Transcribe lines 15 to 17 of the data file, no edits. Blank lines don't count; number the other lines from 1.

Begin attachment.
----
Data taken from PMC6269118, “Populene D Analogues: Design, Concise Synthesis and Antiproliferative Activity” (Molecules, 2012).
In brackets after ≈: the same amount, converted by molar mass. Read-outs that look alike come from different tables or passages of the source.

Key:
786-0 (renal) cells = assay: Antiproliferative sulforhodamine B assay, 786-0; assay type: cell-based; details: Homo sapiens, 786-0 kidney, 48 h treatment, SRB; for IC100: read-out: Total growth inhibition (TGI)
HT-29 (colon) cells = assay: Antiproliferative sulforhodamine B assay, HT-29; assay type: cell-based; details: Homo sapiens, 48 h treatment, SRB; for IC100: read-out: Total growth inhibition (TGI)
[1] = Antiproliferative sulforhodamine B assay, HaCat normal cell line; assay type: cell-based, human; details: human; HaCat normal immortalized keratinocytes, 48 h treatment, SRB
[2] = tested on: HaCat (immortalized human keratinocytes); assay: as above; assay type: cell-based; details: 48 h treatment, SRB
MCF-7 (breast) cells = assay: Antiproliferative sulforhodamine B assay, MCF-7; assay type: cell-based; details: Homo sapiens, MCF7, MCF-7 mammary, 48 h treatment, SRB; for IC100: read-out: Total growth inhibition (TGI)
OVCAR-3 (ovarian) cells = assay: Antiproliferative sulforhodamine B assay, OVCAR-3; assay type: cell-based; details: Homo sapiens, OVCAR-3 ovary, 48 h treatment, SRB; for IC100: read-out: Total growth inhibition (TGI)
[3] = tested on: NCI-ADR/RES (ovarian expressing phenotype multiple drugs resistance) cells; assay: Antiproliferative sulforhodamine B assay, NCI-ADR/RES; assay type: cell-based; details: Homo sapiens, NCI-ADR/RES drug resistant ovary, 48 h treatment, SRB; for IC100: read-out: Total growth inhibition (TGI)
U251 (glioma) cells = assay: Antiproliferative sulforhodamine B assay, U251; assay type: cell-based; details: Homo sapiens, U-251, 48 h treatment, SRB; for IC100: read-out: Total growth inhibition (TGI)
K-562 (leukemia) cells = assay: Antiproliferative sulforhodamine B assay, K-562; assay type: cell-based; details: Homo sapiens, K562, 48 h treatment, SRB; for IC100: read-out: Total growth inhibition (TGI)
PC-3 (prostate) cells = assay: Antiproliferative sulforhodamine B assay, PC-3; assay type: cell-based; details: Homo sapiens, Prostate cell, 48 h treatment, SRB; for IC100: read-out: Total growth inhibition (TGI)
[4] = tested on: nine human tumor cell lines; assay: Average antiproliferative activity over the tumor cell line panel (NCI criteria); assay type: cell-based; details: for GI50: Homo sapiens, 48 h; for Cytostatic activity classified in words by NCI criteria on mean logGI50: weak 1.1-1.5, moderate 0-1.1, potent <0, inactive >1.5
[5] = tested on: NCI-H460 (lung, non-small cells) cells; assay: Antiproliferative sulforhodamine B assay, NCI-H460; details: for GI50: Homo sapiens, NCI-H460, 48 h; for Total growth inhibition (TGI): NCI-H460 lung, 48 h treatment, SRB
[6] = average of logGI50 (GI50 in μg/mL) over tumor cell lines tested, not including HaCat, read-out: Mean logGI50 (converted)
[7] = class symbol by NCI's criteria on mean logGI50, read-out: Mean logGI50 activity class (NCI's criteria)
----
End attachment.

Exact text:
[5] = tested on: NCI-H460 (lung, non-small cells) cells; assay: Antiproliferative sulforhodamine B assay, NCI-H460; details: for GI50: Homo sapiens, NCI-H460, 48 h; for Total growth inhibition (TGI): NCI-H460 lung, 48 h treatment, SRB
[6] = average of logGI50 (GI50 in μg/mL) over tumor cell lines tested, not including HaCat, read-out: Mean logGI50 (converted)
[7] = class symbol by NCI's criteria on mean logGI50, read-out: Mean logGI50 activity class (NCI's criteria)